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Antimicrob Agents Chemother. 1999 Jun;43(6):1329-33.

Intrapulmonary concentrations of pyrazinamide.

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  • 1Infectious Diseases Research Laboratory, Department of Epidemiology and Biostatistics, University of California, San Francisco, San Francisco, California 94143-0208, USA. JCONTE@AIDS.UCSF.EDU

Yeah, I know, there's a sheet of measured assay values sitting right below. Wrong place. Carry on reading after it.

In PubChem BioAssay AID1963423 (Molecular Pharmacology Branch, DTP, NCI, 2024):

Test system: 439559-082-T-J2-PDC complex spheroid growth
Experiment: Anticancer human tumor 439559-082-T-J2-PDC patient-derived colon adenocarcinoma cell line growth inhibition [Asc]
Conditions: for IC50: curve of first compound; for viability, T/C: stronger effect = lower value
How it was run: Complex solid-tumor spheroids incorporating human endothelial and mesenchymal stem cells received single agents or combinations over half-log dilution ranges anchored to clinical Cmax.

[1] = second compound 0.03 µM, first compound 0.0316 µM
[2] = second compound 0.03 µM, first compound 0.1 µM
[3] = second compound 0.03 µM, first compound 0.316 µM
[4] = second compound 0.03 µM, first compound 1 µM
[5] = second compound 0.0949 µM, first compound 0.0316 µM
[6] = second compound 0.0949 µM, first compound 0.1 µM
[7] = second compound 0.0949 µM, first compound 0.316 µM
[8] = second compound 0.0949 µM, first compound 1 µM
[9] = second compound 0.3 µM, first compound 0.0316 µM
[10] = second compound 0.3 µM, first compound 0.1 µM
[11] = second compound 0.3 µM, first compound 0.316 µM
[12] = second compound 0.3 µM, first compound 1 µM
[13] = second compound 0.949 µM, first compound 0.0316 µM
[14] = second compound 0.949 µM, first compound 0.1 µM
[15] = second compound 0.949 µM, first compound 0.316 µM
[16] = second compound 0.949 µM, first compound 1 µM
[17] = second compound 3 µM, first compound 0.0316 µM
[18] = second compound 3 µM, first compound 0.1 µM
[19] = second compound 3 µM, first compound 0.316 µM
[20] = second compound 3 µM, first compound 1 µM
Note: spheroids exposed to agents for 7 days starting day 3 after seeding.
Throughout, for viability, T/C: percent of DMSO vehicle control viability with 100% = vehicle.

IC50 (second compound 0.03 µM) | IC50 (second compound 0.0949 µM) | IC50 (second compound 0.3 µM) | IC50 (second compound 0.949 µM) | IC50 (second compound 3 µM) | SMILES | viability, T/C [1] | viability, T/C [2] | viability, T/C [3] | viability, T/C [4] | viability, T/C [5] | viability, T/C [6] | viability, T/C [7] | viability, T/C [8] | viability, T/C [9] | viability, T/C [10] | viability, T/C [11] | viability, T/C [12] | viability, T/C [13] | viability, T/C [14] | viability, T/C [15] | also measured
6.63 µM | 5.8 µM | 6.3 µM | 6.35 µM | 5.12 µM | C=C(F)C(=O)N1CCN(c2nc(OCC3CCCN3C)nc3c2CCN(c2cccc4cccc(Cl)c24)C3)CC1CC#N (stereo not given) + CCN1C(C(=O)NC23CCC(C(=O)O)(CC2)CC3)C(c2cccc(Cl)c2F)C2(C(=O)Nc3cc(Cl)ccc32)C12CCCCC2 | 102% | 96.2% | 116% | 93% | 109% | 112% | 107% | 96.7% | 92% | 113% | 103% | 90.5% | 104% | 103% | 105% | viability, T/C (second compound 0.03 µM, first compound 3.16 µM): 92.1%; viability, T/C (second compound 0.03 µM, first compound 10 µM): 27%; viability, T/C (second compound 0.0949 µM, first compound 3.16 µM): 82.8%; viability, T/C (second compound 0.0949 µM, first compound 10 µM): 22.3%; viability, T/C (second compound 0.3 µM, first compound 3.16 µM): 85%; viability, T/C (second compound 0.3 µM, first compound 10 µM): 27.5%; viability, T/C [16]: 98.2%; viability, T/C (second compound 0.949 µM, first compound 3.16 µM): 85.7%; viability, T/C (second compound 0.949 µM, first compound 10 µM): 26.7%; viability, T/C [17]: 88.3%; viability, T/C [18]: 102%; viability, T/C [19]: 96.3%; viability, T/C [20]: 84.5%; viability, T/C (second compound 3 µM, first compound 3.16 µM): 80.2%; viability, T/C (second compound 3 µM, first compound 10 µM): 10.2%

The objective of this study was to compare the steady-state plasma and intrapulmonary concentrations of orally administered pyrazinamide in normal volunteers and subjects with AIDS. Pyrazinamide was administered at 1 g once daily for 5 days to 40 adult volunteers (10 men with AIDS, 10 normal men, 10 women with AIDS, and 10 normal women). Subjects with AIDS and with more than four stools per day were excluded. Blood was obtained prior to administration of the first dose, 2 h after the last dose, and at the completion of bronchoscopy and bronchoalveolar lavage, which were performed 4 h after the last dose. Standardized bronchoscopy was performed without systemic sedation. The volume of epithelial lining fluid (ELF) recovered was calculated by the urea dilution method. The total number of alveolar cells (AC) was counted in a hemocytometer, and differential cell counting was performed after cytocentrifugation. Pyrazinamide was measured by high-performance liquid chromatography. The presence of AIDS or gender had no significant effect on the concentrations of pyrazinamide in plasma. The concentrations of pyrazinamide in ELF and AC were lower in the subjects with AIDS than in the subjects without AIDS, but the difference was not significant. The concentrations in plasma (mean +/- standard deviation) were 25.1 +/- 7.6 and 21.1 +/- 6.8 microg/ml at 2 and 4 h after the last dose, respectively, and were not significantly different from the concentration (17.4 +/- 16.9 microg/ml) in AC. The concentration of pyrazinamide in ELF was high (431 +/- 220 microg/ml) and was approximately 4 to 40 times the reported MIC for pyrazinamide-susceptible strains of Mycobacterium tuberculosis. The high concentration of pyrazinamide in ELF may contribute in part to the effectiveness of the drug in treating pulmonary tuberculosis.

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